Toyota AE86 BEV and H2 concepts revealed at 2023 Tokyo Auto Salon

A more sustainable future has many different strings, says Toyota. These AE86 concepts show how…

Toyota’s development of a manual transmission for use in EV powertrains is already being put into practice with the debut of a very interesting concept car at the 2023 Tokyo Auto Salon. Within the hallowed bodywork of the iconic Corolla AE86, Toyota’s engineers have fitted a battery pack and electric motor complete with a six-speed manual transmission. 

The Toyota AE86 BEV Concept features an electric motor borrowed from an American-market Tundra hybrid paired to the battery pack from a PHEV Prius. The electric motor isn’t a powerful one, rated at just 48bhp in the full-size Tundra pick-up truck, but torque stands at a much healthier 184lb ft, so works just fine as a proof of concept for the Tokyo show car.

Toyota hasn’t specified whether the concept uses a virtual manual transmission, like the one that’s being developed by Lexus, or a purely mechanical gearbox, but in either case it makes for a fascinating exercise in retaining the involvement that only a manual transmission can provide. Alongside the new powertrain hardware is a 13.6kWh battery pack that’s been mounted to effectively recreate the original AE86’s weight balance.

Alongside the BEV, Toyota also revealed a second AE86 concept, this time wearing the slightly different Trueno body and featuring an original powertrain converted to run on liquid hydrogen. Like most hydrogen combustion engines, little needs to be changed to suit with changes to the injection system, fuel lines and timing being the only modifications. In the case of the AE86 H2 Concept, it runs the same 16V 4A-GE DOHC 1.6-litre four-cylinder engine, fuelled by compressed liquid hydrogen that’s stored within two carbonfibre-reinforced high-pressure tanks borrowed from the Mirai. Power is also driven through a manual transmission to the rear wheels.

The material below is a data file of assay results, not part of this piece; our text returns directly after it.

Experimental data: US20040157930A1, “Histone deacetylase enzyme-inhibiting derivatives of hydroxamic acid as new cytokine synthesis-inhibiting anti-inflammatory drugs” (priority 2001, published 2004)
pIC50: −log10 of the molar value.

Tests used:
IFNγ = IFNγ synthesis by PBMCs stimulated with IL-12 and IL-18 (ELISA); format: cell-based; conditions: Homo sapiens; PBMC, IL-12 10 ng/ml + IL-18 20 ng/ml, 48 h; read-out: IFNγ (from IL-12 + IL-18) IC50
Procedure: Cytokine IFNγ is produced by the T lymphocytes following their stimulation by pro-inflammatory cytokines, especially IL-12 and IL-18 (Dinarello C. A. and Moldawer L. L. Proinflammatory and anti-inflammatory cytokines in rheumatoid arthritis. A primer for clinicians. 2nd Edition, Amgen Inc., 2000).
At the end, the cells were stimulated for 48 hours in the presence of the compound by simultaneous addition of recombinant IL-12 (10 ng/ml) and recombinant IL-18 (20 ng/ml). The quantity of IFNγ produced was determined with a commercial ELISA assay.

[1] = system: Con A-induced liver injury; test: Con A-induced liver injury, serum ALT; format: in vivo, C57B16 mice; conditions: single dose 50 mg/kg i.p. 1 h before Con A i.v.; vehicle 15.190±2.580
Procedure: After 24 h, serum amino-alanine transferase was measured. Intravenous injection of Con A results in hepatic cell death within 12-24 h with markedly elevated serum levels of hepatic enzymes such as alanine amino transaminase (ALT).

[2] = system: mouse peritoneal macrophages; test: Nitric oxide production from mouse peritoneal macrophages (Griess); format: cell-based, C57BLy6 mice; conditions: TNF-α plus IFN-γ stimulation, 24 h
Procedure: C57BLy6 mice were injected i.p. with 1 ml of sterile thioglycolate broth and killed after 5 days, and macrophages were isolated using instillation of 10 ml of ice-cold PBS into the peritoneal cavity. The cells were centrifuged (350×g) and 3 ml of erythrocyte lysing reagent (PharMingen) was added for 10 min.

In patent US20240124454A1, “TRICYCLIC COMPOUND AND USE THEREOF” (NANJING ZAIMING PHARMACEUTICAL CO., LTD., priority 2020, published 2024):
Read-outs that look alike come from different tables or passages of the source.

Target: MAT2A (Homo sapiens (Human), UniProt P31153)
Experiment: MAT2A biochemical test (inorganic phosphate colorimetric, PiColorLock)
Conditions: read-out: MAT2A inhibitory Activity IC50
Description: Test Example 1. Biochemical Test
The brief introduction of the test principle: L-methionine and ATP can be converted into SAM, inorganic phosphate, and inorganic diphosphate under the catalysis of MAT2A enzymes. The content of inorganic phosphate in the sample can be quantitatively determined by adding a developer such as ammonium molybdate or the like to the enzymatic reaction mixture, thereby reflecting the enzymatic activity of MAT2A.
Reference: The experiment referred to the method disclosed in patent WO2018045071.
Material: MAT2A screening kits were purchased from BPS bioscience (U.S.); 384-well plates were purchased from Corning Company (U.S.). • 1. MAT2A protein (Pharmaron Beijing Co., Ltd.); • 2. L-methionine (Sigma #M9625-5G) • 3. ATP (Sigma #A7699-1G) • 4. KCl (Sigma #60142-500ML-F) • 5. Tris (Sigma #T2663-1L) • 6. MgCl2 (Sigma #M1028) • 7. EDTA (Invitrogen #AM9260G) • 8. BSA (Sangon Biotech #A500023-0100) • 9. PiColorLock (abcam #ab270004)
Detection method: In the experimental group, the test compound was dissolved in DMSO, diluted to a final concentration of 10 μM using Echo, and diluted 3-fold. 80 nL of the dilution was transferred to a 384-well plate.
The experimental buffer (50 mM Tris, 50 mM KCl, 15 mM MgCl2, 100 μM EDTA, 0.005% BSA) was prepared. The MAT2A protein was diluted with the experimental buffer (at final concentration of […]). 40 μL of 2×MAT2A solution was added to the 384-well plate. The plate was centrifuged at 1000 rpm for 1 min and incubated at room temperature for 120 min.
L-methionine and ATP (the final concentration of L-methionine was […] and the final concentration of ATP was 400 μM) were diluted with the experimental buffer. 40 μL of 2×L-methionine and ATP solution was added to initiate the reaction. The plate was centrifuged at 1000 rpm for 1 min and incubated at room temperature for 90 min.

> Click here for full info on Lexus's development of a EV fitted with a manual transmission

Toyota’s concurrent development of hydrogen combustion engines continues to push the technology forward after an initial spike of interest from other manufacturers like BMW and Hyundai in the mid-’90s. This is helping make them both more efficient and cost effective, while engineering out some critical flaws in their operation. This includes a substantial reduction in the emission of nitrogen oxides or NOx (ironically a far more potent greenhouse gas than CO2) in the combustion process.

Carbon-neutral green hydrogen is also all-but eliminating the CO2 footprint of creating liquid hydrogen fuel in the first place, which has typically been an issue in liquid hydrogen applications in all sectors.

While these two cars are more ‘proof of concept’ than indication of a future production model, it does reiterate Toyota’s broad approach to reducing emissions and eventually completely decarbonising their models past, present and future.

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